The situation is similar in Lausitz, where municipalities own no shares in LEAG, the local energy company, but depend on it for trade tax revenue, compensation payments to open-cast mining communities and support for public projects. Low trading prices for electricity and low 2014 profits created huge financial hardships for municipalities having to repay Vattenfall €20 million for advance payment of trade taxes.
As trade tax revenues continue to fall, the regions will become increasingly dependent on state subsidies. Unlike Vattenfall, its successor company LEAG hardly assumes any social responsibility such as aiding and funding local associations. Difficulties financing the municipal infrastructure, schools, day-care centres, after-school care centres and public life are looming.
In the coal-mining regions, economic links engendered personnel connections: Mayors of cities in the Rhineland and the Ruhr are or were on the RWE Supervisory Board. In 2018, despite continuously falling prices, board members, including several (former) mayors, went ahead and bought company stock. In Lausitz, local politicians and Vattenfall founded an ‘AstroTurf project’ – a PR campaign – ‘Pro Brown Coal in Lausitz’ in 201l, as well as ‘the Lausitz round table’ ‘to plan the region’s future together’.
In both regions, the dependency of municipalities and communities on monopolistic energy companies and close personal networks prevent an open discussion about phasing out coal and the alternatives to a fossil-fuel economy. Yet the transition has to be planned – yesterday.
The German state must take responsibility
Climate change makes it harder and harder to justify why public authorities blindly cling to fossil fuels. Yet again and again, the emotional ‘social’ argument that jobs will be lost is invoked. Understandable fears of the employees of RWE, LEAG and the state government are misused to promote an industrial policy of ‘more of the same’.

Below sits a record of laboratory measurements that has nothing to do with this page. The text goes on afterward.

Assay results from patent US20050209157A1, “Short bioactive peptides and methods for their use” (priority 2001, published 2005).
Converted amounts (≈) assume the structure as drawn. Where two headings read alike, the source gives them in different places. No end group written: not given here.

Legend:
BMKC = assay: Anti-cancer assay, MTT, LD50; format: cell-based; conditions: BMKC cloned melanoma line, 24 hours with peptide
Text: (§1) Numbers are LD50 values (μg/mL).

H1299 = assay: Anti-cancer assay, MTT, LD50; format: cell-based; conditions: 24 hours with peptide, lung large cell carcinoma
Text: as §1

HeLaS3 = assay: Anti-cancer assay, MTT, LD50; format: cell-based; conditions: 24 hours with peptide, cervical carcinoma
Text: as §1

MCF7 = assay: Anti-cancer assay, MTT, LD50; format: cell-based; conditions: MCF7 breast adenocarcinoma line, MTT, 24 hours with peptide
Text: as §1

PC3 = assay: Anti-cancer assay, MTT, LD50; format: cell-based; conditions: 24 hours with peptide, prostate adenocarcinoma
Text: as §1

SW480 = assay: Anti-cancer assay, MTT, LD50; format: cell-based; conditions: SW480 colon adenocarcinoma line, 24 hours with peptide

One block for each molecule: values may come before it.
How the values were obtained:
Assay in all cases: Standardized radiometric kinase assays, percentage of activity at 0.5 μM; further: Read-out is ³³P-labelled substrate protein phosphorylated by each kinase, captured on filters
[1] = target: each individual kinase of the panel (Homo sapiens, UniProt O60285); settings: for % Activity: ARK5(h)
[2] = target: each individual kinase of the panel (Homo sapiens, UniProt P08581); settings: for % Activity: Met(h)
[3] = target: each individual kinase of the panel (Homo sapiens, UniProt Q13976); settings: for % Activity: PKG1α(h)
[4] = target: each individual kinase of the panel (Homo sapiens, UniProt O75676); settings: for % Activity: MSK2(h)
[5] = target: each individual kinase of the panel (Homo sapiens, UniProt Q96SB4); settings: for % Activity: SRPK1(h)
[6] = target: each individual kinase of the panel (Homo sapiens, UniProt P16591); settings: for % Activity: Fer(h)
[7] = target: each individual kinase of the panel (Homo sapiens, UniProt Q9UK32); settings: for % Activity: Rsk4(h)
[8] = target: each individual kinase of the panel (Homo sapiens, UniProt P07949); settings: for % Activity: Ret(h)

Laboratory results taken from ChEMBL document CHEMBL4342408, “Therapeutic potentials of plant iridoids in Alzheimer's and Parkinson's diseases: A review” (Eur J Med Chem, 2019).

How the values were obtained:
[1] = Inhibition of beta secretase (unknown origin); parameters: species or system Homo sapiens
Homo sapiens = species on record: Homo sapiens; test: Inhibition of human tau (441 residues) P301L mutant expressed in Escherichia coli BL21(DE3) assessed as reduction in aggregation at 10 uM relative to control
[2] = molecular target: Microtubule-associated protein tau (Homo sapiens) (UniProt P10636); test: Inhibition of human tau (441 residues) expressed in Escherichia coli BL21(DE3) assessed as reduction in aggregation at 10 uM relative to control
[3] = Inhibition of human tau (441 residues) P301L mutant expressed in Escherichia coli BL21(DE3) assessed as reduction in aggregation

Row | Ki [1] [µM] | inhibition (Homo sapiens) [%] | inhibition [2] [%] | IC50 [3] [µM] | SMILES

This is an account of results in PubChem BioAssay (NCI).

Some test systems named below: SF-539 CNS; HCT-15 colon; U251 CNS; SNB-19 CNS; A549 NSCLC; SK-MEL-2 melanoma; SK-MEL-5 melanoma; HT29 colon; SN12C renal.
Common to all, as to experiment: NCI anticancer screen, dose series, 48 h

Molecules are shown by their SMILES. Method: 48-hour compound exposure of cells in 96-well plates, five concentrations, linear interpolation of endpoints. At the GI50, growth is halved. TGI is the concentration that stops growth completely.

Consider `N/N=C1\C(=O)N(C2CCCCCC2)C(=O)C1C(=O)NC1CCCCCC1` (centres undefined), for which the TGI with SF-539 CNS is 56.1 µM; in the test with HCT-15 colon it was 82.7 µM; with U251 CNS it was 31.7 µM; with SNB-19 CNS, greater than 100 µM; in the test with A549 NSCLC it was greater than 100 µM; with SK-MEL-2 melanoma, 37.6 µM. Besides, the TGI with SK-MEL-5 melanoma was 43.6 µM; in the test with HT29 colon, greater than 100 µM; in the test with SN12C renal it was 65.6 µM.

Germany has set various targets for reducing CO2 by the years 2020, 2030 and 2050; in 2015, it agreed with other countries to limit climate warming to 1.5°C. These are framework conditions for planning structural change. The targets probably can control global warming. Failing to meet them will trigger uncontrollable self-reinforcing warming processes. However, meeting the 1.5°C target requires very rapid and concerted changes in the energy, transport and building sectors.
Protecting the climate – and ending coal rapidly – essentially requires a societal and political decision. Climate change is not open to negotiation, whereas financial mitigation and assistance for structural change are. In October, Spain’s Minister for Ecological Transition showed the way: Theresa Ribera got unions to agree to end coal mining by the end of the year by negotiating €250 million in early retirement and reskilling schemes, as well as social assistance.
Germany’s federal government and states must take responsibility for past economic mistakes and provide financial aid for structural change based on a system of solidarity. The affected regions also need new – and positive – identities. Measured in purely monetary terms, the quality of life in the brown-coal regions will probably remain ‘structurally weak’. Yet the regions have a great deal to offer: Lausitz, for example, combines proximity to Berlin with quiet country life and interesting culture.
We must discuss with local people how they want to live and what matters to their region. This is the only way to wean their economic and social structures from large corporations and a monopolised economy and stop them tottering from one crisis to the next. ‘End Coal Now’ need not be synonymous with job losses and a lack of identity or funding. It can also signify a sustainable future without noisy open-cast mining and repeated resettlement – with better air and water quality.